Whilst on holiday overseas recently, I noticed that many of the major international news channels gave substantial coverage to the death of a British nurse who became involved in a hoax directed at royalty.
Two Australian radio personalities pretended to be the Queen and Prince Philip attempting to contact Kate Middleton in hospital, where she was being monitored in the early stages of pregnancy. As an apparent consequence of the hoax, the nurse is believed to have killed herself, though her involvement in the proceedings seems to have been quite minimal.
Several issues are involved here:
1. What personal state of mind possessed the nurse to take her own life – the circumstances were hardly mitigating?
2. To what extent does royalty’s desire for public interest and support, if not awe, encourage an over-emphasis on their importance and the extent to which the popular media will go to deliver stories about them?
3. When a hoax goes wrong, is it a case of shared blame, or is a scapegoat required?
Little criticism seems to have been levelled at royalty, the hospital, the nurse or the general media for being so enthusiastic in reporting the entire matter (including the nurse’s funeral in India). However, it seems that the Australian radio presenters were suspended and the radio station manager forced to issue an apology.
Perhaps also a case of Aussie-bashing…..?
In the past week, I have been informed that a school in the town where I live, Northampton (UK), is the subject of a legal action by the NASUWT teachers’ union. It seems that the headteacher of the school will not renew the one-year contracts of teachers who fail to attend school on a Saturday. The contracts are already disgracefully inadequate.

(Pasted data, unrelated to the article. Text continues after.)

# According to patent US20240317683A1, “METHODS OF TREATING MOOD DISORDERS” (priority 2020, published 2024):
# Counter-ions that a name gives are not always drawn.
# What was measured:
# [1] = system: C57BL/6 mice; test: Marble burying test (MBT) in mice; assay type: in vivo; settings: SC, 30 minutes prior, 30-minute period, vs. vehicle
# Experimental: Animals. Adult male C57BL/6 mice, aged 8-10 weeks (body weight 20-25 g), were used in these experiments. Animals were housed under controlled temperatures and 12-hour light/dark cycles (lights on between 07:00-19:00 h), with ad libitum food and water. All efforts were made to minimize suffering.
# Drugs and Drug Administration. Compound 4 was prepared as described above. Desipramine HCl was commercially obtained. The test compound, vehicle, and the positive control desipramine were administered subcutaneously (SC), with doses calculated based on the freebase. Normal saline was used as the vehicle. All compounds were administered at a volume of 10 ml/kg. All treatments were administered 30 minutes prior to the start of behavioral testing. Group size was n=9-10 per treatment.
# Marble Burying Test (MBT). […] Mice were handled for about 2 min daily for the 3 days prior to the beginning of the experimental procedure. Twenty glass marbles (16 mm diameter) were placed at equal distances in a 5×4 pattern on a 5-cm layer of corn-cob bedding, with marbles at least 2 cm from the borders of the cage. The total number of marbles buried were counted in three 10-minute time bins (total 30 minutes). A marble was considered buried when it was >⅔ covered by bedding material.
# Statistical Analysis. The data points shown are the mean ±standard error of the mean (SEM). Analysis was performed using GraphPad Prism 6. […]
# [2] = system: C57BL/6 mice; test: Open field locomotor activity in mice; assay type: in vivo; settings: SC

The purpose of such attendance is to conduct student enrichment activities, or otherwise to prepare lessons and mark students’ work. These activities are normally carried out as a part of the teachers’ working week and some time is allocated for such duties in the five-day teaching schedule. They can also be completed by teachers in their lunchtimes or out-of-school hours.
The school in question happens to be an academy, that is, a secondary school outside the control of any Local Education Authority. Such a school is very much at the mercy of the headteacher and the school’s governing body, not to mention the insidious influence of the Secretary of State for Education.
For many, including myself, this is just another outcome of the dangers inherent in government schools becoming academies – schools that have sold their souls for a mess of pottage initially shaped by central government. The pottage bowl is now taking its own shape and is drying up.
It almost makes one glad to be teacher in retirement…..!
A respected newspaper writer, who also happens to be an Anglican priest, recently wrote the following in The Guardian newspaper:
“If Christmas means anything it is that the answer to the human condition is not to be found in the stars but in the crib. Here the hope of humanity is continually renewed. God is not an old man with a beard. God is not some power that believers can borrow for their own limited, and often bigoted, schemes. If that is God, even if such a being exists, then count me among the atheists.”
So far; so good – I can go along with all of that. The writer goes on:
“What I call God is to be discovered in the vulnerability of a child, in the excessive openness and dependence upon something outside one’s own power or ability to explain.”
Now, it is with this that I have some difficulty. I believe that what is being said is that human beings fail when they depend on their own power and confidence, if not their ability for guile and deception. There are instances, of course, where the opposite can be pointed to – and not only in scientific pursuits. So too, what exactly is being determined as human failure?